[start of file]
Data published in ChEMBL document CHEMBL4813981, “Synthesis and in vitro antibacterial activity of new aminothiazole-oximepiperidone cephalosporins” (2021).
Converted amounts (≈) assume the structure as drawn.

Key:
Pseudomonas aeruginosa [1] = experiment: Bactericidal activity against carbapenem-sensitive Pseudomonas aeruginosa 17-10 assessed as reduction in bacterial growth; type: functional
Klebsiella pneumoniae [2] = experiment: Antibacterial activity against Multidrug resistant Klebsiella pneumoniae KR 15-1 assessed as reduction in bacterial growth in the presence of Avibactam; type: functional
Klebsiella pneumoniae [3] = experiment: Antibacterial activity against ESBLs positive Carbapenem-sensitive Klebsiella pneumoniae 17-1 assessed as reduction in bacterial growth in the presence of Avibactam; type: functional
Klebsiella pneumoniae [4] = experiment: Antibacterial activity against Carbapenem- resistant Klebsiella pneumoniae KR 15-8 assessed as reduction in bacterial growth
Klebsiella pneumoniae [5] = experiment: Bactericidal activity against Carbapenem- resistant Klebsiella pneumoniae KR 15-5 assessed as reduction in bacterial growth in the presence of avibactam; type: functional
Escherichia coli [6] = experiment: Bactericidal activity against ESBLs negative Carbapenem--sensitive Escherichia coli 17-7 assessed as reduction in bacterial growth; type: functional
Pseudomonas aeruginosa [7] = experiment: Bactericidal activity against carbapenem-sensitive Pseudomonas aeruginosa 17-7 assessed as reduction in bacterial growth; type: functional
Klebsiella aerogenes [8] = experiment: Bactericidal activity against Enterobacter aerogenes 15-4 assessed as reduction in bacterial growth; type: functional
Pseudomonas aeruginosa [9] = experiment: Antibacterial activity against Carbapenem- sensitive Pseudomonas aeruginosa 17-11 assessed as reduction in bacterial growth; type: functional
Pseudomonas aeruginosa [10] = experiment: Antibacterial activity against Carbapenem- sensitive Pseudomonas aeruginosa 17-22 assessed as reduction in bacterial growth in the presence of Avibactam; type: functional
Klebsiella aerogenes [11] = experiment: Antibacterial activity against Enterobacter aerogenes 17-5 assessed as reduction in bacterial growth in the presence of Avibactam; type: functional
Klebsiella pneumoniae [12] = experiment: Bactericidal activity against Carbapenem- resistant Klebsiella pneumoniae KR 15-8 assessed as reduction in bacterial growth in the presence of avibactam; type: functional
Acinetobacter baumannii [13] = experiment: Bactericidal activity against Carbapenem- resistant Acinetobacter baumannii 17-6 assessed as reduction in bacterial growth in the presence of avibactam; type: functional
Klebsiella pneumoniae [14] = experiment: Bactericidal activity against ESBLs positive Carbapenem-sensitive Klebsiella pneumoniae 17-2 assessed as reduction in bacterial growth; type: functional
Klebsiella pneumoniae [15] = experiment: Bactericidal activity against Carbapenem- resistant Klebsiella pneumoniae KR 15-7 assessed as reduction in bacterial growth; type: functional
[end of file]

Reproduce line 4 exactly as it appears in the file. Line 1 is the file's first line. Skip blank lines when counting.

Pseudomonas aeruginosa [1] = experiment: Bactericidal activity against carbapenem-sensitive Pseudomonas aeruginosa 17-10 assessed as reduction in bacterial growth; type: functional